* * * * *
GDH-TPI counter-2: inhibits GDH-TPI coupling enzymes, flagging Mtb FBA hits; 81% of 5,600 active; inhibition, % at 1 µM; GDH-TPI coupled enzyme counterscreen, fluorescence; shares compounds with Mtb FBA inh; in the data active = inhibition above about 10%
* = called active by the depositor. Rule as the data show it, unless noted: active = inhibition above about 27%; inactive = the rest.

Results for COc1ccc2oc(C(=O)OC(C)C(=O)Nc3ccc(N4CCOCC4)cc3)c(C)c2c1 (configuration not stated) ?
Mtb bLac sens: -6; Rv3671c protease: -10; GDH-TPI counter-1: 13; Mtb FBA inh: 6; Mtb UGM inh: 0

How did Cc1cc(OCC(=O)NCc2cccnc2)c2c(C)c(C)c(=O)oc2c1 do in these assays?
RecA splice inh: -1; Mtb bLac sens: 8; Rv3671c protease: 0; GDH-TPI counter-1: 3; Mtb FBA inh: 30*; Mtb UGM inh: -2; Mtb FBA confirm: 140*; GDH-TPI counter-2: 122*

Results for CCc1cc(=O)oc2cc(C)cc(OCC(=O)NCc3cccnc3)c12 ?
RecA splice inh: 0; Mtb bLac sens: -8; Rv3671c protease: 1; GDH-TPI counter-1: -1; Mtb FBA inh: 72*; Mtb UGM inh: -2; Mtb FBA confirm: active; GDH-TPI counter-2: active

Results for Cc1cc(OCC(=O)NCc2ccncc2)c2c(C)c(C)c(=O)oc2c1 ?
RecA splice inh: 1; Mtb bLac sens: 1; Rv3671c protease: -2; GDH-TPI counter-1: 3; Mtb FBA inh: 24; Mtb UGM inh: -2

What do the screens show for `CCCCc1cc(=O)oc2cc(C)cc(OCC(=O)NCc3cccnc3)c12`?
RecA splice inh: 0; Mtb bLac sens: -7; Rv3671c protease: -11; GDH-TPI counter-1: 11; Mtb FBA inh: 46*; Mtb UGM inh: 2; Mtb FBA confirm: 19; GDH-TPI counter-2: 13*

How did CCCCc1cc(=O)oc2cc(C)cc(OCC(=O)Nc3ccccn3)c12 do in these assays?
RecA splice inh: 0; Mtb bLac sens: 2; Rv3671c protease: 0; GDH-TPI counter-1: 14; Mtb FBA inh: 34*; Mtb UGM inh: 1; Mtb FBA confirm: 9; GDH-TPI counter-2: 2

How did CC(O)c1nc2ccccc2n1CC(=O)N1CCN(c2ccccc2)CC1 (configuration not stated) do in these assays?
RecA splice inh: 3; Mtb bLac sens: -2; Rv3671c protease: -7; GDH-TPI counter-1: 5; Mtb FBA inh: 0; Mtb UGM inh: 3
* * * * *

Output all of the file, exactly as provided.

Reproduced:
GDH-TPI counter-2: inhibits GDH-TPI coupling enzymes, flagging Mtb FBA hits; 81% of 5,600 active; inhibition, % at 1 µM; GDH-TPI coupled enzyme counterscreen, fluorescence; shares compounds with Mtb FBA inh; in the data active = inhibition above about 10%
* = called active by the depositor. Rule as the data show it, unless noted: active = inhibition above about 27%; inactive = the rest.

Results for COc1ccc2oc(C(=O)OC(C)C(=O)Nc3ccc(N4CCOCC4)cc3)c(C)c2c1 (configuration not stated) ?
Mtb bLac sens: -6; Rv3671c protease: -10; GDH-TPI counter-1: 13; Mtb FBA inh: 6; Mtb UGM inh: 0

How did Cc1cc(OCC(=O)NCc2cccnc2)c2c(C)c(C)c(=O)oc2c1 do in these assays?
RecA splice inh: -1; Mtb bLac sens: 8; Rv3671c protease: 0; GDH-TPI counter-1: 3; Mtb FBA inh: 30*; Mtb UGM inh: -2; Mtb FBA confirm: 140*; GDH-TPI counter-2: 122*

Results for CCc1cc(=O)oc2cc(C)cc(OCC(=O)NCc3cccnc3)c12 ?
RecA splice inh: 0; Mtb bLac sens: -8; Rv3671c protease: 1; GDH-TPI counter-1: -1; Mtb FBA inh: 72*; Mtb UGM inh: -2; Mtb FBA confirm: active; GDH-TPI counter-2: active

Results for Cc1cc(OCC(=O)NCc2ccncc2)c2c(C)c(C)c(=O)oc2c1 ?
RecA splice inh: 1; Mtb bLac sens: 1; Rv3671c protease: -2; GDH-TPI counter-1: 3; Mtb FBA inh: 24; Mtb UGM inh: -2

What do the screens show for `CCCCc1cc(=O)oc2cc(C)cc(OCC(=O)NCc3cccnc3)c12`?
RecA splice inh: 0; Mtb bLac sens: -7; Rv3671c protease: -11; GDH-TPI counter-1: 11; Mtb FBA inh: 46*; Mtb UGM inh: 2; Mtb FBA confirm: 19; GDH-TPI counter-2: 13*

How did CCCCc1cc(=O)oc2cc(C)cc(OCC(=O)Nc3ccccn3)c12 do in these assays?
RecA splice inh: 0; Mtb bLac sens: 2; Rv3671c protease: 0; GDH-TPI counter-1: 14; Mtb FBA inh: 34*; Mtb UGM inh: 1; Mtb FBA confirm: 9; GDH-TPI counter-2: 2

How did CC(O)c1nc2ccccc2n1CC(=O)N1CCN(c2ccccc2)CC1 (configuration not stated) do in these assays?
RecA splice inh: 3; Mtb bLac sens: -2; Rv3671c protease: -7; GDH-TPI counter-1: 5; Mtb FBA inh: 0; Mtb UGM inh: 3